As I approached Church End Brewery Tap last night, dodging the puddles weaving through the angry stair rods of rain, I was running the gauntlet of debris flailing from the trees cloaking the road, as they whirled like dervishes, tormented by an Autumn storm. It seemed entirely apposite then, that the featured guests tonight would be the less than staid Green Man Rising ,joined by ourselves and a few other Lords (and Ladies) of Misrule.
Bedlam did indeed later ensue, indoors as well as outdoors, but in a very organised and proficiently choreographed form. Mad Tom of Bedlam, specifically. One of my favourite songs, well-performed and innovatively sung. And especially relevant as, a week earlier, I had been on the site of this very Sanatorium, in its present guise of the Imperial War Museum. Of which, more later.
Reduced by Man 'Flu and prior commitments, the ranks of BPS had been whittled down to two of the Originals by the time we assembled at Ridge Lane. The ever-improving Finger In The Jar opened proceedings, with some nicely worked-out harmonies. Followed by John and Elaine Meechan. We were third up, Arnie and I, "Ack Arrot Easide" with a hastily re-scribbled set list in my top pocket. We went for safety, opening with "All Over Now," and the audience joined it with what is by now customary gusto. Most knew all of the songs we followed with, all of which had choruses, so the floor singing was pretty good. Only one or two didn't, so it was interesting from my perspective, to see how they then coped with "If I were a Goat." One or two Newbies looked rather startled as the Community Bleating began, but eventually most present got in touch with their Caprine side.
We managed five songs, four of them original, before Phil sensibly dragged us off. The only notable moments were when Arnie accidentally let his plectrum sail across the floor and when my new dentures snuck loose during a chorus of The Odeon. Oh...and when I looked up and caught sight of what looked like Phil playing Cats Cradle with the wires trailing from his Mixing Desk.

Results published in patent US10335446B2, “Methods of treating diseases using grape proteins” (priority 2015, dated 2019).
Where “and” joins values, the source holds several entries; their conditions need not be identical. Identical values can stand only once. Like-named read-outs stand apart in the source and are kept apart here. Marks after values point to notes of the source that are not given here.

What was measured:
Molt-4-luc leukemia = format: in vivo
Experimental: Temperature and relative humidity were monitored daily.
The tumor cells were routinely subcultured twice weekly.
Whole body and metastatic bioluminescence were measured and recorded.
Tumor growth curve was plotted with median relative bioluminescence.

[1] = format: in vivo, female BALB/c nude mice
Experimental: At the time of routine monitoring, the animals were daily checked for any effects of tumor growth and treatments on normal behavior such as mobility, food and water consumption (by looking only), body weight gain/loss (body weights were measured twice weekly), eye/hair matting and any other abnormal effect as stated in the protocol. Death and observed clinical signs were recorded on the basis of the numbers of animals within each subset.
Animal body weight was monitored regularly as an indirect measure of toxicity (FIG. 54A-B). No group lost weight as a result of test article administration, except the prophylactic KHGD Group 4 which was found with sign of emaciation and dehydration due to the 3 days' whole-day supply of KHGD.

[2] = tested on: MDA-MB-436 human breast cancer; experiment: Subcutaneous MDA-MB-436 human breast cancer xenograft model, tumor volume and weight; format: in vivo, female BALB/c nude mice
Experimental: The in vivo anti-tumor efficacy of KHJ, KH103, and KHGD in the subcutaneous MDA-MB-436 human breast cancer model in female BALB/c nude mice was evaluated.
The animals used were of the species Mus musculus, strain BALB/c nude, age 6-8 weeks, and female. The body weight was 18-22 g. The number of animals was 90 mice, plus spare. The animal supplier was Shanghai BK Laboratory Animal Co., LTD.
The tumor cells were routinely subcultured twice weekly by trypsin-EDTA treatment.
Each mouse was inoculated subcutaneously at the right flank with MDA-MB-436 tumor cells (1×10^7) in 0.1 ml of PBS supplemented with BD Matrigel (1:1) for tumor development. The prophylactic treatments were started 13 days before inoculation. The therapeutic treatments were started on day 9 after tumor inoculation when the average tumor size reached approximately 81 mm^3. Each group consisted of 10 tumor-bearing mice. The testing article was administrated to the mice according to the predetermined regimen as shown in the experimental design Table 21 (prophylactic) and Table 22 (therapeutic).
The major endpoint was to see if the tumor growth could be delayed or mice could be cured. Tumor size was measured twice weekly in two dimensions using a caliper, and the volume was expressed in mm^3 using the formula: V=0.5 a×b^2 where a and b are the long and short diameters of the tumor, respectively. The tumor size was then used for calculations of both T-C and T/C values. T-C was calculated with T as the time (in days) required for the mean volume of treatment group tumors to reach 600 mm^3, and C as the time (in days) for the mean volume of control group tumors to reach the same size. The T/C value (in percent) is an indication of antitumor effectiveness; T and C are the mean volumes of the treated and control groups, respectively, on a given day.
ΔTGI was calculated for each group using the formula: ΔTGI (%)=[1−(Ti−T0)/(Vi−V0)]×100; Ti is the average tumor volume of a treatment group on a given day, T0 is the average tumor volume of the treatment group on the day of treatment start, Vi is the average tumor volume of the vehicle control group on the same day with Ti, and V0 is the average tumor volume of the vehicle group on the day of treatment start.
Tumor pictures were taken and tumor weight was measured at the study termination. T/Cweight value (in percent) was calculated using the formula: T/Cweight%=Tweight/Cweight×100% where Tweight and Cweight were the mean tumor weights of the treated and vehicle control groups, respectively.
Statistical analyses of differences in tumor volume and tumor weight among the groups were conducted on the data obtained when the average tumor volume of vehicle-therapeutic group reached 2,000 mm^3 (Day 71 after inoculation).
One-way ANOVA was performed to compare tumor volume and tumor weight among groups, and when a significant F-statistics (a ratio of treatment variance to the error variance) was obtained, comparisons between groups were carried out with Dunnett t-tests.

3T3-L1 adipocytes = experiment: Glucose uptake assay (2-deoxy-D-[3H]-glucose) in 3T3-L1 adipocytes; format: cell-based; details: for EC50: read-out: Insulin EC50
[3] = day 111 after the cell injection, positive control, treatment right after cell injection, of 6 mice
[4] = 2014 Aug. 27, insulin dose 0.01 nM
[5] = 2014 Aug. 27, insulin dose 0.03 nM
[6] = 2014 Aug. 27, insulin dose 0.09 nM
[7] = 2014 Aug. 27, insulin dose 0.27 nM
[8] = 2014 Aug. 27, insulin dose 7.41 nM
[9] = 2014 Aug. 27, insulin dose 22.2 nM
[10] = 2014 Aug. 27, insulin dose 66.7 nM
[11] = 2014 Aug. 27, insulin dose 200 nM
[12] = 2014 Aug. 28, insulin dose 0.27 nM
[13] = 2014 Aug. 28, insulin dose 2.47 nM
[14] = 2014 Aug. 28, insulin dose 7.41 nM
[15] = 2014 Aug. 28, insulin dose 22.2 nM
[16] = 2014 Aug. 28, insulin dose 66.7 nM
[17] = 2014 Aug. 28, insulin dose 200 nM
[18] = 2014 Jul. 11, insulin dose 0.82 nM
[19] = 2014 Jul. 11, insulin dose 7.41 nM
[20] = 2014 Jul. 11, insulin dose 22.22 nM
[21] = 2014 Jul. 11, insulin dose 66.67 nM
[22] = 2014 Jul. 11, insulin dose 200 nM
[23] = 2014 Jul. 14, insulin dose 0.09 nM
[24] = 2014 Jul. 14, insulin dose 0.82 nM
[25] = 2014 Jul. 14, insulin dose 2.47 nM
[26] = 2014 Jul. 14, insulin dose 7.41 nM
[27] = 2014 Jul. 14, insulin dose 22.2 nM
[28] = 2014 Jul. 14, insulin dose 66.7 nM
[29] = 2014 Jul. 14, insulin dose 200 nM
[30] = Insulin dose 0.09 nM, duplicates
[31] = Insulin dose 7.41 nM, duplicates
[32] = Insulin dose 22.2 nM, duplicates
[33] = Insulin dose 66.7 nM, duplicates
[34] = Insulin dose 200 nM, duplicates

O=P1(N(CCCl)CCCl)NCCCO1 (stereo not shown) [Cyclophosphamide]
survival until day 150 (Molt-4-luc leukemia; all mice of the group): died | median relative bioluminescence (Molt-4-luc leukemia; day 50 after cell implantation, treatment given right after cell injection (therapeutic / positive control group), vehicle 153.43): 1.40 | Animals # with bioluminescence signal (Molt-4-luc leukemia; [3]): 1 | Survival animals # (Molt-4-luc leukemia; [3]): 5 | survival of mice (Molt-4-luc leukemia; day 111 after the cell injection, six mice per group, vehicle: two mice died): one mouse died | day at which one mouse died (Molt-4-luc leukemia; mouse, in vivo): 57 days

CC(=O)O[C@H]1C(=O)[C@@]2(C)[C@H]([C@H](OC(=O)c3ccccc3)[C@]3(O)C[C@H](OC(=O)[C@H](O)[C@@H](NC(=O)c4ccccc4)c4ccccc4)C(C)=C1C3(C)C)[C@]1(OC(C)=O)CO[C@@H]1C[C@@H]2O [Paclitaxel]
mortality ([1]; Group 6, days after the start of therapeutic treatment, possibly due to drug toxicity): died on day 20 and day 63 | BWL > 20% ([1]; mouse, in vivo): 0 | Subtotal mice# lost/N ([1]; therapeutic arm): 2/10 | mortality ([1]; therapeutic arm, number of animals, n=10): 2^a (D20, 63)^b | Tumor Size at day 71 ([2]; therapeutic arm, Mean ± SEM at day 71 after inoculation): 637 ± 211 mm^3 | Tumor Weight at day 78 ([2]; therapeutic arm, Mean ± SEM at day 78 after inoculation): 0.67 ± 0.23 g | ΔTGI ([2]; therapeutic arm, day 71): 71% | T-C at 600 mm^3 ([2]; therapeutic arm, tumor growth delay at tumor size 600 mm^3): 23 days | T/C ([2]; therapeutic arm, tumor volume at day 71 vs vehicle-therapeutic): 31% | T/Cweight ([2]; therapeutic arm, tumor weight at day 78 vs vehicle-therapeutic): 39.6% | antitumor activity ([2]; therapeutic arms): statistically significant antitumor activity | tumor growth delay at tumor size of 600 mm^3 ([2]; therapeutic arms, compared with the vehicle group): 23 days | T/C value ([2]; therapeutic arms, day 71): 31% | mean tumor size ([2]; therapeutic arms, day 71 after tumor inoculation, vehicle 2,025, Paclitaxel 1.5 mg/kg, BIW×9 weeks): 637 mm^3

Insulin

Rich McMahon followed, and I immediately took to his likeable delivery of finely-crafted new songs using an old metier. Like ourselves, he wasn't averse to seeing humour in the more traditional aspects of Folk Culture. I'd not seen or heard him before, but hopefully we can drag him out to Nuneaton Folk Club some time.
And so, after the Interval, it was time for Most Of The Green Man Rising. I'd seen them before, but even so I particularly enjoyed this set. Loud and raucous as always, but with some real thought put into some of the arrangements and a high level of musicianship on show, involving a plethora of instruments. Nuneaton's own Lizard King, Steve Bentley, prowled and stamped about the stage area with the usual mixture of benevolence and malice, whilst clouting that bloody big drum of his in a way that was difficult not to resist. It was All Of the Green Man Rising eventually, as a fifth member finally joined them, having got lost out there in Mirkwood. Easily done, on a filthy night like this if you don't know the roads. Considering the journey she must have had, I thought her composure as she joined them was excellent. I'd sat in the car crying for ten minutes after I'd parked up earlier. ( Well..five, then).
If it were possible to add more instrumental talent-she did, and her vocals were also very enjoyable. I loved their version of Tom Of Bedlam. An eerie, disturbing song when done by Steeleye-but that edgy uncomfortable edge-of-the-seat mood was also well captured well by GMR. One final thought-with not one but two female fiddle players-should it really be Green Men and Women Rising? I'll leave that one with you.